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 Texas : Features : Columns : Letters From North America :
Telephone Tax and Powdered Milk
by Peary Perry
Peary Perry
Although I am not old enough to be enrolled in Medicare, it occurs to me after watching the news and reading the papers that we have just managed to create another governmental bureaucratic snowball. One that will most likely roll up into something totally unmanageable and useless for all those it is intended to serve.

I consider myself halfway sane and reasonably intelligent, but when I try and look at the multitude of options available on the new drug/prescription plan that just went into effect, my head starts to hurt and my eyes roll around, making me dizzy.

Needless to say, it appears to me to be very confusing as to what kind or type of plan anyone should sign up for. In New York, for instance, seniors have over 46 plans to choose from varying in monthly cost from a low of $4.10 to $85.02. It seems most of the plans offered have different premiums, different deductibles, co-payments and what drugs are covered. Not an easy decision to be sure. Why is this so difficult? How come the government didnít test this idea before they put it into effect?

Sometimes I wonder if governments ever just get too large to remain effective? You look at the problems France is experiencing these days and realize that their problems arenít going to go away anytime soon. These are deeply serious issues that someone, somewhere must address in order to get the situation under control and stop the rioting that has spread throughout the entire country.

It looks like to me that before any new program or law goes into effect, it should be tested out by someone to see how it is going to be administered and if itís difficult or easy to comply with. As I recall, sometime earlier this year, someone pointed out that we are still paying a 3% tax on our telephones as a result of the Spanish American war. I tried running this down this morning and found this interesting piece of news:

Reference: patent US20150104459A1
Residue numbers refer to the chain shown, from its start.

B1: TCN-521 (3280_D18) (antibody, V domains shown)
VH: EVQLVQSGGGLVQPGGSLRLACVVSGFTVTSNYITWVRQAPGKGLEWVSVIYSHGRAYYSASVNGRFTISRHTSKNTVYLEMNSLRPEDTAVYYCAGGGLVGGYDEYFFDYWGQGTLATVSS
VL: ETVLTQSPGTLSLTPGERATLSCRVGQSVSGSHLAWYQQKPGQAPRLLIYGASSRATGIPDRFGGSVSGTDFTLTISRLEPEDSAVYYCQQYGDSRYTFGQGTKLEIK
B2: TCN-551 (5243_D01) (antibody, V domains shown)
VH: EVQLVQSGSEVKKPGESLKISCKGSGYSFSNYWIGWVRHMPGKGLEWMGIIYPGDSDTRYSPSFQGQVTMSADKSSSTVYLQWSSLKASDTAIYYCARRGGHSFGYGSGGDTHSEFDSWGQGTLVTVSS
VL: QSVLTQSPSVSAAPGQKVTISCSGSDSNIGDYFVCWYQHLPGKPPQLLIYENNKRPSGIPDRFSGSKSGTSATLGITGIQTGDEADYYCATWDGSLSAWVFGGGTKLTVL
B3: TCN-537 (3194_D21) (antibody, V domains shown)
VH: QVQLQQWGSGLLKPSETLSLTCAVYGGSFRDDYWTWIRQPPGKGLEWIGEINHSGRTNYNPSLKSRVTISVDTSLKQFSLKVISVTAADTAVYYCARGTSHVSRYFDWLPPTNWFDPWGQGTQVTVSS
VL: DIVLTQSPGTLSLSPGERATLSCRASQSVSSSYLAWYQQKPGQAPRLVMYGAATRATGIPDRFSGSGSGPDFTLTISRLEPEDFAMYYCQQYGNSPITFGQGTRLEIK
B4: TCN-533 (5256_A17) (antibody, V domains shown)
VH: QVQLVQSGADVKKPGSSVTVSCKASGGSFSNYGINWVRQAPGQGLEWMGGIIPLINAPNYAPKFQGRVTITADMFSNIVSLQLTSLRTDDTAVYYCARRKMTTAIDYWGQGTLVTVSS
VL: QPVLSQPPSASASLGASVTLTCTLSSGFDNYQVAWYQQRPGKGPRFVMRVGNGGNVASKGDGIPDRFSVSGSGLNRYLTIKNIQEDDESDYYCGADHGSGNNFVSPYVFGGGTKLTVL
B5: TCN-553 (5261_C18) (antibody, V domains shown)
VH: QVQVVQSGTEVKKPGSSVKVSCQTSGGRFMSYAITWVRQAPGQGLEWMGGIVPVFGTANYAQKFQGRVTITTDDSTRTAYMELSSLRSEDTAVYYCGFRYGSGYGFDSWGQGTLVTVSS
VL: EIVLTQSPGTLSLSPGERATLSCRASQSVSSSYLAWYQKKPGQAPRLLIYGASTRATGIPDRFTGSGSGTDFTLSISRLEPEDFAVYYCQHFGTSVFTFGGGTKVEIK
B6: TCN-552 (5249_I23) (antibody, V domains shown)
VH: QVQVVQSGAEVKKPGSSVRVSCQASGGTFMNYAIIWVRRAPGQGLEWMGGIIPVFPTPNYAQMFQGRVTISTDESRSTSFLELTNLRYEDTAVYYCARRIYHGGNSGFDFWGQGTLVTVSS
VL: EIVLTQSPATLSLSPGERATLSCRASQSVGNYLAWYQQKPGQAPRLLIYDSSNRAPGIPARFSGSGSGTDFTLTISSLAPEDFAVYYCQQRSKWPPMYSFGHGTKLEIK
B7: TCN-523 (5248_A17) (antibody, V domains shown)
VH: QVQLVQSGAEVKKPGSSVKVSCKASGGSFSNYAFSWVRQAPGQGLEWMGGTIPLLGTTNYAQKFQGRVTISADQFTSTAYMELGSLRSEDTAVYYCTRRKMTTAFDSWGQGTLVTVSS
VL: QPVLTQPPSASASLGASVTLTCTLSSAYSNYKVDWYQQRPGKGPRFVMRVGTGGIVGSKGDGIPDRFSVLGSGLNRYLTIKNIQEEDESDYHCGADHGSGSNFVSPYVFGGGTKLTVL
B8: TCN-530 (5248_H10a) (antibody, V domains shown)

A hundred and seven years ago, in 1898, the federal government began levying a temporary 3 percent excise tax on telephones, ostensibly to fund the Spanish-American War.

Flash forward to 2005 -- and every American with a telephone is still paying this "temporary" tax. The war was over after just a few months, but the tax has been in effect for over a century. On top of that, the tax does not go for any specific purpose. Rather, the funds are simply added to the general fund.

Well, isnít that special?

So, it appears that once a tax is in place, it stays in place. The family that prays together, stay togetherÖ sort of thing. The same goes for any type of administration or governmental agency, they are somehow eternal and never dying. Take another unknown federal agency that I bet you never heard of, much less would approve of your hard earned tax dollars going toward itís support. This little beauty is called the ďStrategic Milk ReserveĒ. Like the strategic oil reserve, but only this time with milk. Whatís the story on this one? Read on:

Washington, D.C.)†-- Citizens Against Government Waste (CAGW) today criticized the federal government's $1 billion stash of milk powder buried in caves under Kansas City.† The powder, a product of 70 year-old farm subsidies, costs $20 million annually to maintain and is a layover from the bad old days of command and control agriculture policy.† Equivalent to 1.3 billion gallons of skim milk, the government has bought enough milk powder to supply the country for 16 months.† The government buys the milk to keep it off the market and thereby maintains artificially high dairy prices.

When is the last time you drank powdered milk?


I have time for just one more, then I have to go lay down, since this stuff makes me sick. You are probably aware that we donít have a draft in this country. Yet, we spend over $22,000,000 a year to keep the Selective Service agency up and going. They have over 195 full time employees and have a current database of over 13,000,000 young men between the ages of 18 and 26 years old. Somehow I thought there were more of those in that age group in the country, but I could be wrong. They spend $7,360,000 annually on advertising and public awareness about signing up for selective service. I canít recall the last time I saw any ad, anywhere telling young men they were required by law to sign up for this, have you? When is the last time you heard some 18 year old tell you they had signed up and registered? I havenít heard of any. Where are they advertising? Is it evening America? Maybe itís in France and that what the riots are all about, who knows?

Well, enough of this, I suppose we just have to grin and bear it. No other place to live that I know of, unless you pick out some tropical island, but those are probably taken by movie stars and rappers. They donít pay taxes, get drafted or drink powdered milk.
© Peary Perry
Comments go to pperry@austin.rr.com
Letters From North America
- November 18 , 2005 column
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